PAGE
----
American economic nationalism has risen in recent years, both fueling and fueled by President Donald Trump's election.
With it has risen the view, perpetuated by Trump and many others, that protectionism has been an effective policy throughout the nation's history—that past U.S. government restrictions on foreign competition were manifestly successful in achieving their stated policy objectives: decreased imports, increased jobs, industrial revival, opened foreign markets, and, more broadly, American economic prosperity. These purported historical "successes" have been used to justify a new round of nationalist economic proposals.
This revisionist history ignores a vast repository of academic analyses of and contemporaneous reporting on the periods and policies in question, showing the many failures of American trade protectionism. It relies on well-worn protectionist myths and the mere correlation of economic improvement with protectionist experimentation.
Contrary to what appears in the news and on the campaign trail, the scholarship paints a much different picture. American protectionism—even in the periods most often cited by Trump and others as "successes"—has not only imposed immense economic costs on consumers and the broader economy, but typically failed to achieve its primary policy aims and fostered political dysfunction along the way.
Mention of this scholarship is absent from the current political debate about the consequences and the future direction of U.S. trade policy. It seems not a day goes by without reading or hearing some unwitting politician, journalist or even "academic" recount past episodes of American protectionist "success"—almost always without any evidence to support such claims and despite the quiet, authoritative corrections of actual trade policy experts.
My new policy analysis for the Cato Institute seeks to remedy this problem; it establishes that contrary to the fashionable rhetoric, American protectionism has repeatedly failed as an economic strategy. Examining anti-trade measures over three different periods of American trade policy history delineated by milestones in the evolution of the U.S. and multilateral trading system, I find that protectionism not only imposed large and expected costs on U.S. consumers—dwarfing any possible gains to protected industries and workers—but also (and more unexpectedly) failed to achieve even their most basic objectives.
Multiple studies of U.S. import restrictions between 1950 and 1990 found that each measure analyzed imposed on average $620,000 per year (2017 dollars) in additional costs on U.S. consumers for each job supposedly saved or created in the protected industry at issue.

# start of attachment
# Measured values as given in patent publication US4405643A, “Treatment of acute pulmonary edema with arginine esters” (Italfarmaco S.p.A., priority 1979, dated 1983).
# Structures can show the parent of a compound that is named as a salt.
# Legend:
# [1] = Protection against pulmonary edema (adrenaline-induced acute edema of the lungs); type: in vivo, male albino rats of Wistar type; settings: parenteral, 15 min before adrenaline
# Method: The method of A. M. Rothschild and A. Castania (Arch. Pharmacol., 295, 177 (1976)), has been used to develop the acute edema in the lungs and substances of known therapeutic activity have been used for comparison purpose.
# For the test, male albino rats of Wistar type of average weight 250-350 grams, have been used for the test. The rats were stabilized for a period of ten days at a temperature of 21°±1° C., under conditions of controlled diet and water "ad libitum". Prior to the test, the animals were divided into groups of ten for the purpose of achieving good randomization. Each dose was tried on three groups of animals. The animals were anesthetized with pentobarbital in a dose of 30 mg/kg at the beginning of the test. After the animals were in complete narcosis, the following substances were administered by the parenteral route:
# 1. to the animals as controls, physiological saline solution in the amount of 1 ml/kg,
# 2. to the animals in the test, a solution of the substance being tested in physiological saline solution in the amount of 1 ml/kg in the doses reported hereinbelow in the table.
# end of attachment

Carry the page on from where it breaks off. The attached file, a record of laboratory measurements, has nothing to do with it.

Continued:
During the same period, other studies found that in only one instance—the bicycle industry—did protectionism appear to resuscitate and help an industry flourish after import protection disappeared. The reason: the US industries didn't actually reinvest their windfall profits in cost-saving technologies that would improve their long-term competitiveness—even when those companies had the capital available to make such investments. Import quotas and "voluntary export restrictions," meanwhile, were found to disproportionately help, not hurt, protected American companies' foreign competitors.
Similar studies of subsequent periods found even higher costs and the same lack of tangible benefits, particularly when U.S. exporters faced foreign retaliation. None of these studies even tried to calculate the intangible costs of protectionism, such as decreased competition or increased cronyism, on the U.S. economy.
Even episodes most often cited as protectionist "successes"—post–Civil War industrialization, the revival of Harley-Davidson, the American semiconductor industry, and the 1980s era of retaliation and reciprocal market opening—are shown to be at best neutral and at worst total failures.
The tariffs that supposedly saved Harley, for example, were found to have generated only six percent of the company's profits while the tariffs were in place, primarily because Japanese producers focused on other segments of the U.S. motorcycle market. Higher prices did little to shift American consumers from Japanese bikes to Harleys—something any serious Hog rider could have told you without all the fancy analysis.
Economic and legal changes over the last few decades—owing to increased American integration into the global economy, the proliferation of complex international supply chains, the rise of other economic powers, and the creation of the World Trade Organization—would make protectionist failures of previous eras even worse if repeated today. In other words, if President Trump tried to recreate past protectionist "successes," he'd cause even more pain for even less gain.
The United States has struggled in recent years to adapt to significant economic disruptions due to trade, automation, innovation, or changing consumer tastes. How we should respond to these challenges warrants discussion and consideration of various policy ideas. What should not be up for debate, however, is whether protectionism is a solution to the country's current problems.
History is replete with examples of the failure of American protectionism; unless our policymakers quickly relearn this history, we may be doomed to repeat it.
Scott Lincicome is an international trade attorney, Cato Institute adjunct scholar, and adjunct professor at Duke University Law School. The views expressed herein are those of Lincicome alone and do not necessarily reflect the views of his employers.